In my tennis analogy the winner of a tournament gets the largest amount of prize money, the runner up gets the next highest and so on. Nobody would expect a player getting knocked out of Wimbledon in the 1st round to receive the same as the champion so why should the last placed team in F1 get the same as the champion team.

The top teams have also negotiated with FOM additional payments over and above their share of the proze fund. Is this a shocking abuse of position? Well, no.
Again, in tennis, the top ranked players receive additional payments or appearance fees from tournament organisers. These payments are made because promoters know that having Federer, Nadal, Sharapova etc at their tournament will guarantee much higher ticket sales, more publicity and will allow them to negotiate higher payments from tournament sponsors.
F1 fans support their teams and the vast majority support the big teams like Ferrari, Mclaren, Red Bull and Mercedes. Most fans will attend a race to watch their team first and foremost.

Sponsorship is much harder to come by at the back of the grid. This is because sponsors want to maximise their brand exposure and the leaders will invariably get more tv exposure than the back markers.
Back to tennis where the top players receive millions of dollars from companies like Nike and Adidas to promote their brands while the guy at number 145 in the rankings struggles to afford to attend tournaments. Sponsors both demand and reward success it’s a fact of life.

The top teams have budgets 4-5 times larger than the smaller teams and this is unfair. Its always been this way and always will be for the reasons listed above. The top teams also have 4-5 times the number of employees that have to be paid, more vips to schmooze etc.
The leading tennis players have staffs consisting of coached, physios, nutritionists, chefs etc, which mean they are far better prepared for tournaments that poor number 145 who travels economy class instead of private jet with just himself, his partner and a part-time coach.

Finally, who remembers names such as Tyrrel, Legier, Brabham, Wolf, Lola, Simtek etc.
All of the above teams joined F1 and ultimately failed.
Since the inception of the F1 World Championship there have been more than 140 teams that have taken part. Only 1, Ferrari, has been there since the very beginning.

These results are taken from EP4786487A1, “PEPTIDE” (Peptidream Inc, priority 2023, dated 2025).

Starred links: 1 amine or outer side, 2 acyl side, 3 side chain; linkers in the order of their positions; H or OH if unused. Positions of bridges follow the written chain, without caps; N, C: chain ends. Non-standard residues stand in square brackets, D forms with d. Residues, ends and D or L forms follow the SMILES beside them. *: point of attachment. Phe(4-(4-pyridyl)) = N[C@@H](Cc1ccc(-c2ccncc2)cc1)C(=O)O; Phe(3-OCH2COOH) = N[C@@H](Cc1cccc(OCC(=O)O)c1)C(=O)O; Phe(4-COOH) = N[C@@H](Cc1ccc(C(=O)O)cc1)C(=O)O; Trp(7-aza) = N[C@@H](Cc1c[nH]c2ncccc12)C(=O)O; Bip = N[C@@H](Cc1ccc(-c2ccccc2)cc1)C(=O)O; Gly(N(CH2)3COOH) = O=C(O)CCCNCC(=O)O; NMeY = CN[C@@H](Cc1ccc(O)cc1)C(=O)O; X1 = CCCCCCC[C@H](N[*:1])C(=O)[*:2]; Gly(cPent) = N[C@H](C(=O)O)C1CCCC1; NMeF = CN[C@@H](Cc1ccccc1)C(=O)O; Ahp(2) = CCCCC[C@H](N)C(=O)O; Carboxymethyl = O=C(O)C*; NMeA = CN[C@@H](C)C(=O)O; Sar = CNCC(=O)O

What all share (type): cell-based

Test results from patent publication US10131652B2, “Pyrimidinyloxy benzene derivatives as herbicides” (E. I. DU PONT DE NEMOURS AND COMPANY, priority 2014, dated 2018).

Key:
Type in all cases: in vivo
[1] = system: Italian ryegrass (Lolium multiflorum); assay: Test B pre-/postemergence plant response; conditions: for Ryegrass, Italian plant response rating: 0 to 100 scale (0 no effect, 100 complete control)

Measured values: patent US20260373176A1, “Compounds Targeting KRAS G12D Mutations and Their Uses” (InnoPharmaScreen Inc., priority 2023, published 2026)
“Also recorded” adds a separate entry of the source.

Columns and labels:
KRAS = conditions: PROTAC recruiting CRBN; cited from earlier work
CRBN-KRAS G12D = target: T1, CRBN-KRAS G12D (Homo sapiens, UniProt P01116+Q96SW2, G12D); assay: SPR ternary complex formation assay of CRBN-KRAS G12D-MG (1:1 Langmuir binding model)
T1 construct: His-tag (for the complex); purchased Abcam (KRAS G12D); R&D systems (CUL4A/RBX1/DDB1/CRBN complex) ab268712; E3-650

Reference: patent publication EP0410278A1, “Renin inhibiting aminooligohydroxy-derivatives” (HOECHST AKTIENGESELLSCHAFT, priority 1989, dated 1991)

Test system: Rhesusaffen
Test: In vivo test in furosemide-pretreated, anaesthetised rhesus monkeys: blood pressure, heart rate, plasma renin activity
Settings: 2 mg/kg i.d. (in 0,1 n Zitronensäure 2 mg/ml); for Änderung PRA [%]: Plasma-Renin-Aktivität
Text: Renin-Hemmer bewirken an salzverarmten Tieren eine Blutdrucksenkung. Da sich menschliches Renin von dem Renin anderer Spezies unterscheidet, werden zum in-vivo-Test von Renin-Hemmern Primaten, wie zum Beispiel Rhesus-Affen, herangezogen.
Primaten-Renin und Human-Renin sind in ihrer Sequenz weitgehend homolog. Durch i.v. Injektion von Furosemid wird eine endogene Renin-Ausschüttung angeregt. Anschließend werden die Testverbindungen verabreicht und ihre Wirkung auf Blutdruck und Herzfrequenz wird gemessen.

F1 is, and always has been, a cut-throat business where the strongest survive and the rest fade into obscurity.
Anyone for tennis?

Insert next gimmick here

So at the Hungarian Grand Prix we discovered that Bernie has put together a working group to “spice up the show”.
This comes at a time of falling attendances at races and dwindling tv ratings.Teams are finding it harder than ever to find sponsorship and even the fabled Paddock Club is no longer selling out.
Shall we tell Bernie the truth-its all your fault!
Attendances are falling because ticket prices are rising to a level that many fans simply cannot afford.Ticket prices are rising because FOM hosting fees charged to the circuits are rising as well as more and more expensive upgrades and revisions being demanded.
Tv ratings are falling because the broadcast rights are being sold to pay tv broadcasters instead of free to air broadcasters.Many fans cannot afford the subscriptions.
Teams are finding it difficult to attract sponsorship for 3 reasons:-
1-the global economy has still not fully recovered from the longest recession in history.
2-falling attendances and tv ratings have made F1 a less attractive proposition to firms deciding how to spend their advertising budgets.
3-F1 is perceived as aloof and cold unlike other forms of motorsport such as NASCAR and WEC.
F1s regulations are written in such a way that overtaking became so difficult a solution had to be found.However,instead of removing the reliance on aero efficiency, the powers that be decided to introduce DRS which a large ammount of fans consider too artificial.
This season we had the horrendous so-called “anteater noses” which repaced the equally awful “platypus noses” plus,of course the v6 hybrid “power units” which make the cars sound like vacuum cleaners.
F1s European heartland has lost more and more races from the classic circuits to soulless tilkedromes wit empty grandstands in one oil rich desert after another-see the Abu Dhabi rant.
Oh and how could I forget double points at the final race and the possibility of standing restarts after safety cars.

F1 has a business model that was written before the global financial crisis and is now out of date.Chasing the almighty oil dollar,don’t get me started on Russia and Azerbaijahn being granted races,has left the sport on the brink.